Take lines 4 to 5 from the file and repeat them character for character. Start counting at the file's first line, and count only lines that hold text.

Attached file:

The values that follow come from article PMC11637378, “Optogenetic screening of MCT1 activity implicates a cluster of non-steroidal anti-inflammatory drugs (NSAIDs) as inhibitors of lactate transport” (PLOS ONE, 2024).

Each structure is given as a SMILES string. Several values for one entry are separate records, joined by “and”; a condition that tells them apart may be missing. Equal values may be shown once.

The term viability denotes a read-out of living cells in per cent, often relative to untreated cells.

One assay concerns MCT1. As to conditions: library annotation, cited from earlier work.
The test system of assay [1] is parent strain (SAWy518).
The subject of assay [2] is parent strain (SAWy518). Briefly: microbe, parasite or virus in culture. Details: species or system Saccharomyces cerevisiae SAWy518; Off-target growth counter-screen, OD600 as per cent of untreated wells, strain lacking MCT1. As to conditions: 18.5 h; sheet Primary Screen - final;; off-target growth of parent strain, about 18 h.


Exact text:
One assay concerns MCT1. As to conditions: library annotation, cited from earlier work.
The test system of assay [1] is parent strain (SAWy518).